Step 1: Install a browser add-on
When you visit the GNOME Shell Extensions website, you’ll see a message like this:
“To control GNOME Shell extensions using this site you must install GNOME Shell integration that consists of two parts: browser extension and native host messaging application.”
You can simply click on the suggested add-on link in your web browser.
Step 2: Install a native connector
Just installing a browser add-on won’t help you. You’ll still see an error like this:
“No such native application org.gnome.chrome_gnome_shell”
This is because you haven’t installed the host connector yet. There is chrome-gnome-shell to help you. To install it, use this command:
sudo apt install chrome-gnome-shell
Don’t worry about the ‘chrome’ prefix in the package name. It has nothing to do with Chrome. You don’t have to install a separate package for Firefox or Opera here.
Also, for Arch Linux users, the package in AUR has been changed to gnome-browser-connector. So, you can install it with your favorite AUR helper.
yay -S gnome-browser-connector
Step 3: Installing GNOME Shell Extensions in the web browser
Once you have completed these two requirements, you are all set to roll. Now when you go to the GNOME Extension website, you won’t see any error message.
A good thing to do would be to sort the extensions by your GNOME Shell version. It is not mandatory though. What happens here is that a developer creates an extension for the present GNOME version. In one year, there will be two more GNOME releases. But the developer didn’t have time to test or update his/her extension.
As a result, you wouldn’t know if that extension is compatible with your system or not. The extension may work fine even in the newer GNOME Shell version despite that the extension is years old. It is also possible that the extension doesn’t work in the newer GNOME Shell.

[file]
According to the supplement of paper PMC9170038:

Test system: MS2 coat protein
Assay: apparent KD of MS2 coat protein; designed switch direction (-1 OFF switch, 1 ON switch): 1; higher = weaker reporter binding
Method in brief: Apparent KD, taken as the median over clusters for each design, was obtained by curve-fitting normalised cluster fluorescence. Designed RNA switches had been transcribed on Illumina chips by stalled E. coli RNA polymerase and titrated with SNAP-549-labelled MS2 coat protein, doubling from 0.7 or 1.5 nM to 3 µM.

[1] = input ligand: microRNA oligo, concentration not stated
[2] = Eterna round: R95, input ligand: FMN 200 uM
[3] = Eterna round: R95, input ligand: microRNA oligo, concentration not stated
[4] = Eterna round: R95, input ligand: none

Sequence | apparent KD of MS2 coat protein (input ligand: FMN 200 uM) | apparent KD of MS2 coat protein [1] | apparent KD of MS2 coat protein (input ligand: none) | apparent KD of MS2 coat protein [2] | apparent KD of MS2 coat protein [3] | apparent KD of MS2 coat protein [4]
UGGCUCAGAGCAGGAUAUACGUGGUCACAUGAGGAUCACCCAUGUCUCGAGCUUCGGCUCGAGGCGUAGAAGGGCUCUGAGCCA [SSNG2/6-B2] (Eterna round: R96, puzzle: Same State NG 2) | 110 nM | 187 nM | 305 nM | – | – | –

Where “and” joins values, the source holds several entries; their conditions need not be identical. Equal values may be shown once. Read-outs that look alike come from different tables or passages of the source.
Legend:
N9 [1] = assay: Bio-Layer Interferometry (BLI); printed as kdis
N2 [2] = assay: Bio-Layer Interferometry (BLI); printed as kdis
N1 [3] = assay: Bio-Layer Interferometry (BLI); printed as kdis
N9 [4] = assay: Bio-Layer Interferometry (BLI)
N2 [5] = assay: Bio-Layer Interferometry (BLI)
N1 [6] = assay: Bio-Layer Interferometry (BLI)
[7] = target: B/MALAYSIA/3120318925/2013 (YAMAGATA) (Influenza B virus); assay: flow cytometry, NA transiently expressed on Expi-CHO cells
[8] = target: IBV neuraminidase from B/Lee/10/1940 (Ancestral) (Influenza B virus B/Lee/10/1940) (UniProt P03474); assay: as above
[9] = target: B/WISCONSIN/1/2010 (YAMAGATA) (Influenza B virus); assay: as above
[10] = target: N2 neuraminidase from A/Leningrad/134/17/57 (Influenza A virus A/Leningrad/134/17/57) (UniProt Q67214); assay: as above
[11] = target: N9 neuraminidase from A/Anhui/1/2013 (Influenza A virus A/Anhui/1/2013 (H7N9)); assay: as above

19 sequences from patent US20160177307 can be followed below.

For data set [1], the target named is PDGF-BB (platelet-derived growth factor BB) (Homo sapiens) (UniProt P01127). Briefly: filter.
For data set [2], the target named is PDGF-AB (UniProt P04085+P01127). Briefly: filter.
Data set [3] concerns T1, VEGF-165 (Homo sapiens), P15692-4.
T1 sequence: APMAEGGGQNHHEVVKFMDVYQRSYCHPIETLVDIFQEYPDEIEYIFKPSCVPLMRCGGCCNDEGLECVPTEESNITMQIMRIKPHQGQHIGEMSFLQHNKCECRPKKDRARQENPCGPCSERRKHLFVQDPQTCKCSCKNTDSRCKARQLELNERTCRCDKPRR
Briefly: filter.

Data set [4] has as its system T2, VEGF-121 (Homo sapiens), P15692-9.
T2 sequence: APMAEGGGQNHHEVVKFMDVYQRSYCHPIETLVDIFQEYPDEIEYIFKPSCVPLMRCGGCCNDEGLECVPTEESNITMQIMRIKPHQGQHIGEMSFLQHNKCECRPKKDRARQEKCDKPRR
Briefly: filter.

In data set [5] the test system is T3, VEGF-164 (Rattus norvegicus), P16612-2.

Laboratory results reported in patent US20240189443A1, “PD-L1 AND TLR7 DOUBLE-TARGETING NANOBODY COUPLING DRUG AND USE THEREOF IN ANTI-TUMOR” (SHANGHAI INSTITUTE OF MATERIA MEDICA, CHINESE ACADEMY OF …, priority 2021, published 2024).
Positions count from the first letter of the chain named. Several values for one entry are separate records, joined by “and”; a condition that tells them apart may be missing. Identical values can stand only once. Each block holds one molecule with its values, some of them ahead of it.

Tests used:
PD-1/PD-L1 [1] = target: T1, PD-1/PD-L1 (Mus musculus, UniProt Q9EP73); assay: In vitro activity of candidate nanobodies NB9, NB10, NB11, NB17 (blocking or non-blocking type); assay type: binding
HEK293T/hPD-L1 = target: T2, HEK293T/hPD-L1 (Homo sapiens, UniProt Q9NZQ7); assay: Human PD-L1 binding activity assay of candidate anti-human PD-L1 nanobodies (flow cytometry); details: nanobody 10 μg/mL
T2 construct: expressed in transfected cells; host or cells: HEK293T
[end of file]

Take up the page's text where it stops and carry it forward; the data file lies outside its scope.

You can search for an extension as well. Let’s say you want to install a weather extension. Just search for it and go for one of the search results.
When you visit the extension page, you’ll see a toggle button.
Toggle the button to enable or disable GNOME Shell Extensions
Click on it and you’ll be prompted if you want to install this extension:
Obviously, go for Install here. Once installed, you’ll see that the toggle button is now on and a setting option is available next to it. You can configure the extension using the setting option. You can also disable the extension from here.
You can also configure the settings of an extension that you installed via the web browser in the GNOME Extensions App:
You can see all your installed extensions on the website under the installed extensions section. You can also delete the extensions that you installed via the web browser here.
One significant advantage of using the GNOME Extensions website is that you can see if there is an update available for an extension.
Method 3: Install GNOME Shell Extensions using the Extension Manager application
There is a dedicated application called GNOME Shell Extension Manager to browse, install and manage your extensions. This application avoids the need for a web browser.
By default, it will not be installed on your system. So you can install this application through the command:
sudo apt install gnome-shell-extension-manager
If you are using Arch Linux, it is available in AUR.